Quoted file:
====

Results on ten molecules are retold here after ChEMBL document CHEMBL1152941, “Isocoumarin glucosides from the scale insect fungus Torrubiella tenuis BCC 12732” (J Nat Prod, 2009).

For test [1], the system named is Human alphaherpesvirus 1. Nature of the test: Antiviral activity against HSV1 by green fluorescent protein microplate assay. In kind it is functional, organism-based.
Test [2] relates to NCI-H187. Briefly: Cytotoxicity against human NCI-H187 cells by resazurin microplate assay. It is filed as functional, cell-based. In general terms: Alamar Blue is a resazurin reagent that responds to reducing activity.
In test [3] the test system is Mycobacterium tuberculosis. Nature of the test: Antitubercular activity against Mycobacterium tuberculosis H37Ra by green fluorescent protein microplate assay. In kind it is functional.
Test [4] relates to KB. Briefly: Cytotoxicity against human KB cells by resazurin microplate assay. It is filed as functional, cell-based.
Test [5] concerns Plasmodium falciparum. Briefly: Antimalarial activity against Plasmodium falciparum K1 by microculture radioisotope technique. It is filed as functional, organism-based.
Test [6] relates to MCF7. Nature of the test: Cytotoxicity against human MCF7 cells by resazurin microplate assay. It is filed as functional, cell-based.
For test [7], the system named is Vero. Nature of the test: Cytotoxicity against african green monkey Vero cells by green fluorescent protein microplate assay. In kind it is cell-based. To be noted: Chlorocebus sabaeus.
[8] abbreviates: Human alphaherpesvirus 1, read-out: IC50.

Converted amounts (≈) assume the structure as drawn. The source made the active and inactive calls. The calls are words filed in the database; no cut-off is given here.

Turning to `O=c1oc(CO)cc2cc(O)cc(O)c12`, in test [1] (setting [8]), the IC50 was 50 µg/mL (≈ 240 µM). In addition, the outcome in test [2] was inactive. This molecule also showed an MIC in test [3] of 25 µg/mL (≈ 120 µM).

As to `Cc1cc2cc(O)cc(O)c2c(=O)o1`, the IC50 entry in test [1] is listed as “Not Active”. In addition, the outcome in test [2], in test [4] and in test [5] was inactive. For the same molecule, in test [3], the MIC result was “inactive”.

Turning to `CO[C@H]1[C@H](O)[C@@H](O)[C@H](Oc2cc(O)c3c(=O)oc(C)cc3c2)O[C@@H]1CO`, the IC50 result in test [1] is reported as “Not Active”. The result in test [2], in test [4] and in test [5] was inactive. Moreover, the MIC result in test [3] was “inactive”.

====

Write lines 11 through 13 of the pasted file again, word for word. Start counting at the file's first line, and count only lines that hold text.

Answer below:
Turning to `O=c1oc(CO)cc2cc(O)cc(O)c12`, in test [1] (setting [8]), the IC50 was 50 µg/mL (≈ 240 µM). In addition, the outcome in test [2] was inactive. This molecule also showed an MIC in test [3] of 25 µg/mL (≈ 120 µM).

As to `Cc1cc2cc(O)cc(O)c2c(=O)o1`, the IC50 entry in test [1] is listed as “Not Active”. In addition, the outcome in test [2], in test [4] and in test [5] was inactive. For the same molecule, in test [3], the MIC result was “inactive”.

Turning to `CO[C@H]1[C@H](O)[C@@H](O)[C@H](Oc2cc(O)c3c(=O)oc(C)cc3c2)O[C@@H]1CO`, the IC50 result in test [1] is reported as “Not Active”. The result in test [2], in test [4] and in test [5] was inactive. Moreover, the MIC result in test [3] was “inactive”.